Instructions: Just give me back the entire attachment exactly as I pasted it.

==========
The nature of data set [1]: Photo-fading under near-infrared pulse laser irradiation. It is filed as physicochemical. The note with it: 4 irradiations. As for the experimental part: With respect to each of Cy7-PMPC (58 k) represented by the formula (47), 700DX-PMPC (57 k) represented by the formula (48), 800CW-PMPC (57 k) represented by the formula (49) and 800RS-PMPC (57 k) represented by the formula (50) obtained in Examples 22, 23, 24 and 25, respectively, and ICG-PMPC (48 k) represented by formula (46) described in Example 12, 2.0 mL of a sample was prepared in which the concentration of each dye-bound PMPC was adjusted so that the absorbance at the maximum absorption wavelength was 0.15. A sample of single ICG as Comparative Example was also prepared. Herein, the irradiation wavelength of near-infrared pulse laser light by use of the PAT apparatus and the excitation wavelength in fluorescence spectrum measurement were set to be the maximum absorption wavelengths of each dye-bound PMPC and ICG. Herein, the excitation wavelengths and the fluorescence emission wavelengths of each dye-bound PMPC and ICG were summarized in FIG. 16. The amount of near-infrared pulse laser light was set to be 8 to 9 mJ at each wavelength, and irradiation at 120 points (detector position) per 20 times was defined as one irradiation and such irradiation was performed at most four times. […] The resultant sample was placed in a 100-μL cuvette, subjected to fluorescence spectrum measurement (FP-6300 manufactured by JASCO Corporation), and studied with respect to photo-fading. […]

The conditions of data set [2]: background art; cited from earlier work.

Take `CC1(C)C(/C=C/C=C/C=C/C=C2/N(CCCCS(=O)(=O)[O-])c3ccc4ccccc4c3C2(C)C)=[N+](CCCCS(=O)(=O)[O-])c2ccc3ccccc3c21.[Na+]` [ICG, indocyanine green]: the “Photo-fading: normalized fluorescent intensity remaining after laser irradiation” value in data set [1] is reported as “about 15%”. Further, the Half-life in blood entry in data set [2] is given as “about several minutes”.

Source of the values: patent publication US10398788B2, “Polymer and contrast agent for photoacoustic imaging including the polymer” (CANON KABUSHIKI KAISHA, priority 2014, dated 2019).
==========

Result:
The nature of data set [1]: Photo-fading under near-infrared pulse laser irradiation. It is filed as physicochemical. The note with it: 4 irradiations. As for the experimental part: With respect to each of Cy7-PMPC (58 k) represented by the formula (47), 700DX-PMPC (57 k) represented by the formula (48), 800CW-PMPC (57 k) represented by the formula (49) and 800RS-PMPC (57 k) represented by the formula (50) obtained in Examples 22, 23, 24 and 25, respectively, and ICG-PMPC (48 k) represented by formula (46) described in Example 12, 2.0 mL of a sample was prepared in which the concentration of each dye-bound PMPC was adjusted so that the absorbance at the maximum absorption wavelength was 0.15. A sample of single ICG as Comparative Example was also prepared. Herein, the irradiation wavelength of near-infrared pulse laser light by use of the PAT apparatus and the excitation wavelength in fluorescence spectrum measurement were set to be the maximum absorption wavelengths of each dye-bound PMPC and ICG. Herein, the excitation wavelengths and the fluorescence emission wavelengths of each dye-bound PMPC and ICG were summarized in FIG. 16. The amount of near-infrared pulse laser light was set to be 8 to 9 mJ at each wavelength, and irradiation at 120 points (detector position) per 20 times was defined as one irradiation and such irradiation was performed at most four times. […] The resultant sample was placed in a 100-μL cuvette, subjected to fluorescence spectrum measurement (FP-6300 manufactured by JASCO Corporation), and studied with respect to photo-fading. […]

The conditions of data set [2]: background art; cited from earlier work.

Take `CC1(C)C(/C=C/C=C/C=C/C=C2/N(CCCCS(=O)(=O)[O-])c3ccc4ccccc4c3C2(C)C)=[N+](CCCCS(=O)(=O)[O-])c2ccc3ccccc3c21.[Na+]` [ICG, indocyanine green]: the “Photo-fading: normalized fluorescent intensity remaining after laser irradiation” value in data set [1] is reported as “about 15%”. Further, the Half-life in blood entry in data set [2] is given as “about several minutes”.

Source of the values: patent publication US10398788B2, “Polymer and contrast agent for photoacoustic imaging including the polymer” (CANON KABUSHIKI KAISHA, priority 2014, dated 2019).